knowledge is decomposed into highly modular or ty yr ea AI – Expert system .m 3.w w w . and procedures to handle relationships as well as attribute values.Knowledge base ha kr ab pieces called frames. A frame-based representation is ideally suited for objected-oriented programming techniques. the relationships between concepts. strings. 24 . attributes of concepts. ‡ The frames may be linked to other frames. situations.in fo .numbers. Knowledge relationships consist of concepts. ‡ The contents of a slot may be of any data type . An example of Frame-based representation of knowledge is shown in next slide. and the procedures are allotted to slots in a frame. functions or procedures and so on. which are generalized record structures.3 Frames In this technique. providing the same kind of inheritance as that provided by a semantic network. ‡ Each concept may be represented as a separate frame.de rs . R C C between concepts. ‡ The attributes.

ha kr ab or ty Two frames.m Example : Frame-based Representation of Knowledge.w w w .Knowledge base . R C C Frame Inheritance Slot Car Is-A Frame Inheritance Slot Car Is-A Value Vehicle Engine Value Car Make Attribute Slot Attribute Slot Value Value Value Vehicle 1 Value Value Value Honda Attribute Slot Cylinders Attribute Slot Year Value Value Value 4 6 8 Doors Value Value Value 1989 Attribute Slot Attribute Slot Value Value Value 25 2 5 4 Value Value Value . their slots and the slots filled with data type are shown.in fo yr ea AI – Expert system .de rs .

changes with each problem situation.m 4. yr ea AI – Expert system .w w w or ty ha kr ab R C C .de rs . it is the most dynamic component of an expert system. ‡ Data specific to the problem needs to be input by the user at the time of using. ‡ ‡ Every problem in a domain has some unique data associated with it. The contents of the working memory. below shows how Working memory is closely related to user interface of the expert system. Consequently. assuming that it is kept current. Working Memory Working memory refers to task-specific data for a problem. its parameters and so on. The Working memory is related to user interface ‡ Fig.in fo . Data may consist of the set of conditions leading to the problem. means consulting the expert system.Working memory User User Interface Working Memory (Task specific data) Inference Engine Knowledge Base 26 .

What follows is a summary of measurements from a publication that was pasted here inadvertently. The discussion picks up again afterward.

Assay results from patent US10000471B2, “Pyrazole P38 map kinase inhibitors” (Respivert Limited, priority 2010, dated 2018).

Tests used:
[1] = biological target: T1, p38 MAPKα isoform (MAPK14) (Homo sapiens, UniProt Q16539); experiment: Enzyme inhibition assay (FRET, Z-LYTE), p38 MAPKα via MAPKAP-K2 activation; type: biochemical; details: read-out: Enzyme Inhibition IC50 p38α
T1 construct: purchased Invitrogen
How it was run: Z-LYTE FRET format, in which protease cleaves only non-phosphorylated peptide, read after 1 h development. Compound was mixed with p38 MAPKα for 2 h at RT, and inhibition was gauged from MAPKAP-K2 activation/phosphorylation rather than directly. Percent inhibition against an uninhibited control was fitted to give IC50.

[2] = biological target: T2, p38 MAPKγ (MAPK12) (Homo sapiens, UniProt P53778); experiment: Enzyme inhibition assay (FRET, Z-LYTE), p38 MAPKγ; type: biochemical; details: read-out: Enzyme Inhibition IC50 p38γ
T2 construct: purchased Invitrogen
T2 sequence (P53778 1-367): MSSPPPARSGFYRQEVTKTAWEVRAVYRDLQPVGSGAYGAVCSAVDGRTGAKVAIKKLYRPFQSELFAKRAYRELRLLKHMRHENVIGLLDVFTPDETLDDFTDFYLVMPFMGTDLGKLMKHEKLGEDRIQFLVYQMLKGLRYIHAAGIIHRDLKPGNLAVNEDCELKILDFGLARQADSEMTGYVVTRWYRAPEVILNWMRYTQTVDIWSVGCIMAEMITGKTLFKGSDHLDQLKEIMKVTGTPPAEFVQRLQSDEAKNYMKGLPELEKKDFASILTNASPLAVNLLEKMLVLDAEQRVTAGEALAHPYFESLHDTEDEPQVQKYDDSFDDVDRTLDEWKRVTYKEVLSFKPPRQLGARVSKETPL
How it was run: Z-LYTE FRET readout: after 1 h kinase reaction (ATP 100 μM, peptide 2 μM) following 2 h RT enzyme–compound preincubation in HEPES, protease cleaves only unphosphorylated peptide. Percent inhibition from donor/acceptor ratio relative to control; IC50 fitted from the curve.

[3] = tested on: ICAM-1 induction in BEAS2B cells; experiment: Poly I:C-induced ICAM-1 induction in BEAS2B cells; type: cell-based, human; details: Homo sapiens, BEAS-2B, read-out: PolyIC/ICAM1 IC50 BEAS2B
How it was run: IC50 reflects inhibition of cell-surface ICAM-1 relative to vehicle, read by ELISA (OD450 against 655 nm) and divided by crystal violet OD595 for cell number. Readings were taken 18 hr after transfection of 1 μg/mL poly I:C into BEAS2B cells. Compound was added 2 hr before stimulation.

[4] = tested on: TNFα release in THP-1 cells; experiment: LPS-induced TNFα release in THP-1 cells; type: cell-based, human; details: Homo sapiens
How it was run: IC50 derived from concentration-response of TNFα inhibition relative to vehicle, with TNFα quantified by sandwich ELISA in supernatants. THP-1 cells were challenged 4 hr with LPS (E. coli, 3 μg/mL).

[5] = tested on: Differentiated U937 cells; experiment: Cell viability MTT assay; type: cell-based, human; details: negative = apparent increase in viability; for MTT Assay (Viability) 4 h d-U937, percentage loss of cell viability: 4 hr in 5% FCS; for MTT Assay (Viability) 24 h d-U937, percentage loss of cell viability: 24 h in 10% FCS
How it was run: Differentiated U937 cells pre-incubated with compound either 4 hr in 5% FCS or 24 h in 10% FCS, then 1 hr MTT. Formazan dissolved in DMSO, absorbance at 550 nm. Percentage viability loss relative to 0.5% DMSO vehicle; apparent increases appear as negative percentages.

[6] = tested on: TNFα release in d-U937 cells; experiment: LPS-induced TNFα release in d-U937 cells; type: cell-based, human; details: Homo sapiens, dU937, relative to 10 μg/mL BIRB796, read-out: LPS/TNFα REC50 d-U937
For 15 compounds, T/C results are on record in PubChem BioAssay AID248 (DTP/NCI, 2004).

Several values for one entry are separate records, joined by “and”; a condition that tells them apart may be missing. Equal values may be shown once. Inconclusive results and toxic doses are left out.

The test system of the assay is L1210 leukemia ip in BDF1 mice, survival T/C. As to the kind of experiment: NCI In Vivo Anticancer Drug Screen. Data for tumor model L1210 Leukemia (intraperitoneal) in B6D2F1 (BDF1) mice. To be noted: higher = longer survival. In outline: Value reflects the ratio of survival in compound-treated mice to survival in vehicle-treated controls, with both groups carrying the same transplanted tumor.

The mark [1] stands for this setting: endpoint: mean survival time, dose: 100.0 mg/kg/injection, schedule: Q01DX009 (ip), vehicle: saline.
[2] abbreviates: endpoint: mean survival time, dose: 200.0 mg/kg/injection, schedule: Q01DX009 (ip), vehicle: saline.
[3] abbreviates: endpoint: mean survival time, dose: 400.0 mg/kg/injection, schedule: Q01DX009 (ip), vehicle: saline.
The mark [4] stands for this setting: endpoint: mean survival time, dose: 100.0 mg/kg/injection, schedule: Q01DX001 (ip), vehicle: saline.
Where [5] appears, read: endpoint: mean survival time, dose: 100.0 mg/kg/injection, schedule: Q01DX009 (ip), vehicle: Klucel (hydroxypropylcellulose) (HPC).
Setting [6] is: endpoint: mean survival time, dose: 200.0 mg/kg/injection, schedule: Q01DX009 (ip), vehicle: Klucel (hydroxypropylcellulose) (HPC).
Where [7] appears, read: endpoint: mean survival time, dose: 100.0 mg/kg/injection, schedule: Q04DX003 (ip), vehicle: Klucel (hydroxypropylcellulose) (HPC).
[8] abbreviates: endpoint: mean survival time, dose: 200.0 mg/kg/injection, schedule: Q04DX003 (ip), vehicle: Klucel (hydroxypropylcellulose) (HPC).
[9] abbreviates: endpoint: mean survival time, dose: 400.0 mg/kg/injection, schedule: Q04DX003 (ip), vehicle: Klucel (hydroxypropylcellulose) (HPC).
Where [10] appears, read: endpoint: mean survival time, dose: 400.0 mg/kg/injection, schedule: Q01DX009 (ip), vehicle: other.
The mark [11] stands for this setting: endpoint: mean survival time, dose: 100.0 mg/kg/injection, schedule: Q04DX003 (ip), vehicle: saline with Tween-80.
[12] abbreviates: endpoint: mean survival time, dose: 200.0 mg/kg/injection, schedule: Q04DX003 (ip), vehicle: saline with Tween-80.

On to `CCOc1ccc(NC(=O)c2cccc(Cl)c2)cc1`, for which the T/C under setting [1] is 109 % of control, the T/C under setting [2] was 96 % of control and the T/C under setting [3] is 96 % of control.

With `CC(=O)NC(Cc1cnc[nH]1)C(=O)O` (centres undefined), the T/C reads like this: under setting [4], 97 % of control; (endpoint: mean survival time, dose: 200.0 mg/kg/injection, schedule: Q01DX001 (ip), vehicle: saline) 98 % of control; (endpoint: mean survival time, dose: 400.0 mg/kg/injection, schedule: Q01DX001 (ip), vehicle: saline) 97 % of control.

m 5. ‡ ‡ Inference engine the other key component of all expert systems. Inference Engine ty The inference engine is yr ea AI – Expert system – Inference Engine a generic control mechanism for navigating through or ha kr ab and manipulating knowledge and deduce results in an organized manner. ‡ A knowledge base is usually very large.in fo . The inference engine's generic control mechanism applies the axiomatic (self-evident) knowledge present in the knowledge base to the task-specific data to arrive at some conclusion.w w w . These techniques were talked in the earlier lectures on Problem Solving : Search and Control Strategies. it is necessary to have inferencing mechanisms that search through the database and deduce results in an organized manner. The Forward chaining. However they are relooked in the context of expert system. and Knowledge Representation. Backward chaining and Tree searches are some of the techniques used for drawing inferences from the knowledge base. 27 .de rs . Just a knowledge base alone is not of much use if there are no facilities for navigating through and manipulating the knowledge to deduce R C C something from knowledge base.